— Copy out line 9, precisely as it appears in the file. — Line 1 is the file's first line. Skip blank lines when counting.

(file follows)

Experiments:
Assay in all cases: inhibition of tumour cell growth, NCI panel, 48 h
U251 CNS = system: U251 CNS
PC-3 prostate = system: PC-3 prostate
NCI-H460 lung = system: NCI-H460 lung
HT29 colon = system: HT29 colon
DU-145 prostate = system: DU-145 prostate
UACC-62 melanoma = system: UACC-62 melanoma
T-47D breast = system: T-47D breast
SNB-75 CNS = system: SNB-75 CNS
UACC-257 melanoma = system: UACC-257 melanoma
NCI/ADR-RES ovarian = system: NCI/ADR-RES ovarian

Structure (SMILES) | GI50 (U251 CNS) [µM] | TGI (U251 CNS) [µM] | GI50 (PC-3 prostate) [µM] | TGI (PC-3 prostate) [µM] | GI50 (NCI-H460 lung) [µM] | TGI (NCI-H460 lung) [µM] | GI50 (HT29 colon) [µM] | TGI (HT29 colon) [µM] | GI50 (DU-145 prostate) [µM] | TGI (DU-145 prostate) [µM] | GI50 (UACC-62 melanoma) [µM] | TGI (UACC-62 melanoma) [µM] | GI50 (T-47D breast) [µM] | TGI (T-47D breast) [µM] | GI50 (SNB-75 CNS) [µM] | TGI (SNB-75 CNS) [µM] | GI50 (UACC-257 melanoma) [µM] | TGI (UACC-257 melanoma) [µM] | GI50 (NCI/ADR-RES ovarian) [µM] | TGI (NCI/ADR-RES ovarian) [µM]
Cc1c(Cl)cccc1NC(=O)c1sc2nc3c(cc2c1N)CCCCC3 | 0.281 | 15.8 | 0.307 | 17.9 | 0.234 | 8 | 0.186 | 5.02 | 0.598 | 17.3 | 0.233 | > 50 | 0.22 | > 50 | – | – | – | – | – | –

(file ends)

T-47D breast = system: T-47D breast